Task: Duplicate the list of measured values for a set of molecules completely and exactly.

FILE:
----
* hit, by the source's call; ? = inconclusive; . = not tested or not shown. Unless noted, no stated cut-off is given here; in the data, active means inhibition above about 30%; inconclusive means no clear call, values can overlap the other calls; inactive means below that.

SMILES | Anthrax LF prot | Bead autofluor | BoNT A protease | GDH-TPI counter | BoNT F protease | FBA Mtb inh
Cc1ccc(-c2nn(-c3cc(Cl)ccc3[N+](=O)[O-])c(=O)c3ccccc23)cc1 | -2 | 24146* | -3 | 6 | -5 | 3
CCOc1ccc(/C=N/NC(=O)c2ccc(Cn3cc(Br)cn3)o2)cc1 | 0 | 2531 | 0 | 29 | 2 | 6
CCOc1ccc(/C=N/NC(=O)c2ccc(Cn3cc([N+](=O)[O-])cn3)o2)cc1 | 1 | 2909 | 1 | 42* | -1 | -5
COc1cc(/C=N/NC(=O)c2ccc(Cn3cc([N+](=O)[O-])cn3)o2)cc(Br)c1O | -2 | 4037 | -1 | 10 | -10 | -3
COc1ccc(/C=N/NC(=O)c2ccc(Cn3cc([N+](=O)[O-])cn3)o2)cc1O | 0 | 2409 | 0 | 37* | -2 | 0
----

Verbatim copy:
* hit, by the source's call; ? = inconclusive; . = not tested or not shown. Unless noted, no stated cut-off is given here; in the data, active means inhibition above about 30%; inconclusive means no clear call, values can overlap the other calls; inactive means below that.

SMILES | Anthrax LF prot | Bead autofluor | BoNT A protease | GDH-TPI counter | BoNT F protease | FBA Mtb inh
Cc1ccc(-c2nn(-c3cc(Cl)ccc3[N+](=O)[O-])c(=O)c3ccccc23)cc1 | -2 | 24146* | -3 | 6 | -5 | 3
CCOc1ccc(/C=N/NC(=O)c2ccc(Cn3cc(Br)cn3)o2)cc1 | 0 | 2531 | 0 | 29 | 2 | 6
CCOc1ccc(/C=N/NC(=O)c2ccc(Cn3cc([N+](=O)[O-])cn3)o2)cc1 | 1 | 2909 | 1 | 42* | -1 | -5
COc1cc(/C=N/NC(=O)c2ccc(Cn3cc([N+](=O)[O-])cn3)o2)cc(Br)c1O | -2 | 4037 | -1 | 10 | -10 | -3
COc1ccc(/C=N/NC(=O)c2ccc(Cn3cc([N+](=O)[O-])cn3)o2)cc1O | 0 | 2409 | 0 | 37* | -2 | 0